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Ireland to join transnational crime fighting agency

07 May 2019 / justice Print

Ireland joins transnational crime fighting agency

Justice minister Charlie Flanagan has secured Government approval to participate in the EU Regulation for Criminal Justice Co-operation (known as Eurojust), subject to approval by the Oireachtas.

This 2018 EU Regulation, which replaces the existing 2002 Council Decision governing the operation of Eurojust, formally establishes Eurojust as the EU Agency for Criminal Justice Co-operation.

It will come into effect from 12 December this year.  The Office of the Director of Public Prosecutions represents Ireland at Eurojust.

Important

Minister Flanagan said “I am delighted to have secured the approval of my Government colleagues for our participation in this important Regulation.

“I will shortly bring Motions in each House of the Oireachtas to seek their approval as the next stage of the opt-in process.  Ireland has been a member of Eurojust since its foundation in 2002 and we play an active part in its operational activities.

“Failure to opt into this new Regulation would have meant that Ireland could no longer be a member of Eurojust.  This would have been detrimental to our ability to investigate criminal activity with an international dimension.”

Minister Flanagan said that Eurojust has an important role in tackling cross-border crime.

Legal assistance

“Eurojust stimulates and improves the co-ordination of investigations and prosecutions and the co-operation between the competent authorities in the Member States, particularly by facilitating the execution of international mutual legal assistance requests and the implementation of extradition requests.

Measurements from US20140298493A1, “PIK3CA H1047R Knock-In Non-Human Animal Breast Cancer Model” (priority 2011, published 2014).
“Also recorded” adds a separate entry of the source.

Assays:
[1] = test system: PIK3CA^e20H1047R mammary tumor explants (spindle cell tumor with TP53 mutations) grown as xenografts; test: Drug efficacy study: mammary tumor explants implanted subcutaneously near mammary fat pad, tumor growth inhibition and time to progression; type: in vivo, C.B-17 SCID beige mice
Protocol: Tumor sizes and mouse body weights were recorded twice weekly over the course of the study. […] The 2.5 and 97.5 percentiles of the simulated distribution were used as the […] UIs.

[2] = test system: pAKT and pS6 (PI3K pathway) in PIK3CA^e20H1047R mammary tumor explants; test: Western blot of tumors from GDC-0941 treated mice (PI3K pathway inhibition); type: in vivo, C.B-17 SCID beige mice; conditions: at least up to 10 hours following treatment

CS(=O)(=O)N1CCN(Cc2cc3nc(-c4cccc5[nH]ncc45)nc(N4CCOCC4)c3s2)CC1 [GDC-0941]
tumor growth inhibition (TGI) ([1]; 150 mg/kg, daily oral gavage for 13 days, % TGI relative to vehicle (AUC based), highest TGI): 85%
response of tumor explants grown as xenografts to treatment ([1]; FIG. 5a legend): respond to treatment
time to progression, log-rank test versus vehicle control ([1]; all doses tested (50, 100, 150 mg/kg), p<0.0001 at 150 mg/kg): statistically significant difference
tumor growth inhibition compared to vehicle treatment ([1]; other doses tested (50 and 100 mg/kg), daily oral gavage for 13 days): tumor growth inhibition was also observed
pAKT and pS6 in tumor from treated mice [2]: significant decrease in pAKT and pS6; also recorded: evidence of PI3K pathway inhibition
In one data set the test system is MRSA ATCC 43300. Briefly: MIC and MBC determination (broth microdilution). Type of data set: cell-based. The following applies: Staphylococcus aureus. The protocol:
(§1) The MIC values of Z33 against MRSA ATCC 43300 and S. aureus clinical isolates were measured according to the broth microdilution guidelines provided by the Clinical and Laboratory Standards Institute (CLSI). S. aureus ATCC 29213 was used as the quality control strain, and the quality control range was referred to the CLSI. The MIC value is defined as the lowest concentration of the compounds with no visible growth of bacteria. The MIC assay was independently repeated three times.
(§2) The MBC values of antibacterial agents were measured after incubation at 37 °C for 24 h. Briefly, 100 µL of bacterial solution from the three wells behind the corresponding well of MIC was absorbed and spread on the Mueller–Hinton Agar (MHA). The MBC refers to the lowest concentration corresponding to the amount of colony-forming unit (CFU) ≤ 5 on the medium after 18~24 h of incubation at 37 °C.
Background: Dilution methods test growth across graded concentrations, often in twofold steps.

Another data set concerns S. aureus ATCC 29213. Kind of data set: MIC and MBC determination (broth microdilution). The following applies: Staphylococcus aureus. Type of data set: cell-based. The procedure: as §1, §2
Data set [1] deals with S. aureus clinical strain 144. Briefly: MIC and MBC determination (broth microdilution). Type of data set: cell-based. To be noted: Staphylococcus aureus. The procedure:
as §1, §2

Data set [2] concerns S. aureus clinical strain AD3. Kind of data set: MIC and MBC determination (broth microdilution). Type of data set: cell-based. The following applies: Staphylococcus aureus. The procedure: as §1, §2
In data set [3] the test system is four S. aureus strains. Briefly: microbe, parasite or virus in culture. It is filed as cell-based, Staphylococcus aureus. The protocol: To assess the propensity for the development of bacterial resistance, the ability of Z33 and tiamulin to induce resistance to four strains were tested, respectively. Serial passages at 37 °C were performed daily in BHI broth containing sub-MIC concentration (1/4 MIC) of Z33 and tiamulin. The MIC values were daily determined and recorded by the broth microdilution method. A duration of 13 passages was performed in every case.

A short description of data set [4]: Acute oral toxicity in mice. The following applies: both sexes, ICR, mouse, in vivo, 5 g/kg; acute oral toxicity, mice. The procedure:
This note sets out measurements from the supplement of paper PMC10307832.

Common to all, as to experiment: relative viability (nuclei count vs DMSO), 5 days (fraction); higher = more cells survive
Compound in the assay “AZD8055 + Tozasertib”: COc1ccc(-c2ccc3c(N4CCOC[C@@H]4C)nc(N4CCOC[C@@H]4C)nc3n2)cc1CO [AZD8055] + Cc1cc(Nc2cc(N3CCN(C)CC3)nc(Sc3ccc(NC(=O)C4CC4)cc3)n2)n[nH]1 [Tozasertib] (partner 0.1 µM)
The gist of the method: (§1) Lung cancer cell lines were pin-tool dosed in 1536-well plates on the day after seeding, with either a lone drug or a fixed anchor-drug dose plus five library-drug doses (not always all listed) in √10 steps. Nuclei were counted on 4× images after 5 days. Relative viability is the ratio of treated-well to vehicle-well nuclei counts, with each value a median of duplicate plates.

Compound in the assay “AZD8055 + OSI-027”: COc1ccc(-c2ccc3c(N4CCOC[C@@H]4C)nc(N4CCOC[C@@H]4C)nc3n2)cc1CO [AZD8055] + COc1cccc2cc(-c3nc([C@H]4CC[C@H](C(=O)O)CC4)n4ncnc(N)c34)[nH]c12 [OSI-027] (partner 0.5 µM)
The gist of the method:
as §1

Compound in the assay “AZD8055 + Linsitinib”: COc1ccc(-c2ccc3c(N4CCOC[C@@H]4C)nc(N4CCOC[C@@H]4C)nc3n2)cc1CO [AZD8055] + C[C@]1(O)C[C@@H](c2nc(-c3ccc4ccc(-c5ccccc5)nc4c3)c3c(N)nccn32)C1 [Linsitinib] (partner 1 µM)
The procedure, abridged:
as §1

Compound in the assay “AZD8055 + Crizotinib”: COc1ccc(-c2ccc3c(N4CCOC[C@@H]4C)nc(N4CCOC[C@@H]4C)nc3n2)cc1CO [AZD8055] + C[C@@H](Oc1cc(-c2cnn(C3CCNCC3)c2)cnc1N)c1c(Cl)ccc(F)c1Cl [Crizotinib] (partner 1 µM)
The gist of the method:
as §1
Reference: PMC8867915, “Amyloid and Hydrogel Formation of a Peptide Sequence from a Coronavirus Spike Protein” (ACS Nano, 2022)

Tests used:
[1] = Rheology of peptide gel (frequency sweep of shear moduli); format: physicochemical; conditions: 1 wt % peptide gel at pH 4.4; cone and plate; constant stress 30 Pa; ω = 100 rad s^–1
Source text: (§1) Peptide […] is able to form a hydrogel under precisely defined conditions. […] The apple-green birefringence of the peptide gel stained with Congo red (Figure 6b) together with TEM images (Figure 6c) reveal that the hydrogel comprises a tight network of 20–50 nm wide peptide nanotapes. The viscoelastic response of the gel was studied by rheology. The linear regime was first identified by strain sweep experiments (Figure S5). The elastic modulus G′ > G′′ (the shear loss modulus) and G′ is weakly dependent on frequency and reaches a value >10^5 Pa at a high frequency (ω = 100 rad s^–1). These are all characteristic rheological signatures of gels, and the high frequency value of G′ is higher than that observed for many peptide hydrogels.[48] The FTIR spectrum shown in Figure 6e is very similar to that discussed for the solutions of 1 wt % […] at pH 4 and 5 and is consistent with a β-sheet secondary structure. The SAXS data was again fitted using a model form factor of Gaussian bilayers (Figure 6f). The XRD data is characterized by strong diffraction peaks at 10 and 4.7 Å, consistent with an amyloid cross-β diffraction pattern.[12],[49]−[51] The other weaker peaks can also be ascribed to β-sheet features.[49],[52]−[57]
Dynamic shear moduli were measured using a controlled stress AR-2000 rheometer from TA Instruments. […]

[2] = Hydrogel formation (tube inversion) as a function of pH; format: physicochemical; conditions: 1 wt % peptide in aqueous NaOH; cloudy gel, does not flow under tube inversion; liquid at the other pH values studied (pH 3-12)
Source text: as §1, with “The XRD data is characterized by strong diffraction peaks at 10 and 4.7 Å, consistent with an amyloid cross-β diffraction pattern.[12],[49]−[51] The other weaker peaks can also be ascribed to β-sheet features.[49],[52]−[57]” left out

“It supports the Member States to render their investigations and prosecutions more effective when dealing with cross-border crime.

“Given the increasingly transnational nature of crime, Eurojust’s role has never been more essential.  Our membership of Eurojust has been an invaluable resource to An Garda Síochána and the DPP in the context of fighting international criminal activity and in the most serious of offences.”

Competence

Eurojust competence covers the same types of crimes and offences for which Europol has competence, such as terrorism, drug trafficking, trafficking in human beings, counterfeiting, money laundering, computer crime, crime against property or public goods including fraud and corruption, criminal offences affecting the European Community's financial interests, environmental crime and participation in a criminal organisation.

Subject to Oireachtas approval, the European Commission will be notified of our intention to participate in the Regulation. 

 

 

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